The historic Duranguito tenement at 332 Leon Street is one of the many residential complexes built in the wake of the Mexican Revolution to house El Pasoans working in local industries and small businesses.
It lies within the “Master Planning Area” of the City’s arena project. Many of our media outlets have falsely reported that Duranguito is all but uninhabited when in fact there are scores of residents still living in the neighborhood—not just Romelia Mendoza and Toñita Morales.
A neighbor from across the street visited the residents today and informed me that the brick complex consists of 12 apartment units: six facing the street, and six behind.
According to him, four of the six units facing the street are currently occupied. These are rented for between $470 and $500 per month, including water but not including gas or electricity.
All four of the tenants of these units just received the attached notice announcing an increase in rent to $800/month starting January 1, 2023–between 38% and 41%!
The tenement has been owned by Yellow Balloon LP since 2009 and the property manager is Guillermo Garcia. Central Appraisal District records show that between 2021 and 2022 the assessed value of the tenement increased from $262,335 to $338,250, a jump of 29%.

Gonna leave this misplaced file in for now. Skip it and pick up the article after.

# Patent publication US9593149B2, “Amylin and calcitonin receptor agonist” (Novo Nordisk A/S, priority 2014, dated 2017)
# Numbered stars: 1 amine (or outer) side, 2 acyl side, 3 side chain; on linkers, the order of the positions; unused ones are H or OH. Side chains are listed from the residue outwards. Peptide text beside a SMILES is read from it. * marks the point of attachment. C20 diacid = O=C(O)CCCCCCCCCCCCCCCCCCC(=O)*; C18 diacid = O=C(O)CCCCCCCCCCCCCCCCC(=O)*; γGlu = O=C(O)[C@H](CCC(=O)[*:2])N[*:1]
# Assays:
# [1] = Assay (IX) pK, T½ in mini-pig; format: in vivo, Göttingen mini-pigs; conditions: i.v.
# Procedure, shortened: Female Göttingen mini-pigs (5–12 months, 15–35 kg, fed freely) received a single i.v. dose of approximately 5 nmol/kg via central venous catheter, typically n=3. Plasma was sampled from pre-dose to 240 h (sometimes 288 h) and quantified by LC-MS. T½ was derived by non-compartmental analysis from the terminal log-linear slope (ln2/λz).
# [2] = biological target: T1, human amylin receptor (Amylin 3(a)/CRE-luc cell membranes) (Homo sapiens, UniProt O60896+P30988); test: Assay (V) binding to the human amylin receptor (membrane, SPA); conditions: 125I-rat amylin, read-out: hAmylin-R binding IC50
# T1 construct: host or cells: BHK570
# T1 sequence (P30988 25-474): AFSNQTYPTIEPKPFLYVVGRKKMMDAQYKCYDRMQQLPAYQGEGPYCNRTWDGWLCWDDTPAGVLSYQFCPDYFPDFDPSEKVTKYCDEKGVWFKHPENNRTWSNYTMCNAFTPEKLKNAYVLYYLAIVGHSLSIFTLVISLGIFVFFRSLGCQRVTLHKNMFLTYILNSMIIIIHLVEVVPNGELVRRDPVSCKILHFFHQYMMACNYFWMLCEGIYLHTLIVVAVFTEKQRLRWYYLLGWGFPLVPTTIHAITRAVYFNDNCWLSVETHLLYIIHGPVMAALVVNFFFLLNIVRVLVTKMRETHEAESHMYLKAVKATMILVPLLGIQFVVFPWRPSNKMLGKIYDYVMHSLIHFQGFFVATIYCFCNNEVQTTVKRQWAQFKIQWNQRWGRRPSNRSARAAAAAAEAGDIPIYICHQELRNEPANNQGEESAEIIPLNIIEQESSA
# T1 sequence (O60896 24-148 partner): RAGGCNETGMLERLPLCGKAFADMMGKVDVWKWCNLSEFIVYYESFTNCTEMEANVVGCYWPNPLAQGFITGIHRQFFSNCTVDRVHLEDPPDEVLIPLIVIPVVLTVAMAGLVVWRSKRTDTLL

Bob Moore of El Paso Matters recently published a report titled “Analysis: Renters face big hit from property tax increases.”
A major reason for the increase in El Paso rents is the fact that the City, one of five local taxing entities, has repeatedly raised its property tax because of its ongoing failure to achieve a no-new-revenue rate. This puts pressure on commercial property owners to pass along their tax increase to their tenants.
Reps. Isabel Salcido and Claudia Lizette Rodriguez, who are now running for reelection, have both voted for property tax increases.
But did the owner of 332 Leon Street need to increase rents by up to 41%?
His business is private and no one can interfere with his right to set rental rates, but I am sorry for his tenants, who face a devastating rent hike, on top of increasing utility rates and sharply rising prices for food and gasoline.
332 Leon Street is one of the last occupied tenements in Duranguito, since three other tenements were emptied of their residents between 2016 and 2020, sapping the barrio of its people and cultural vitality.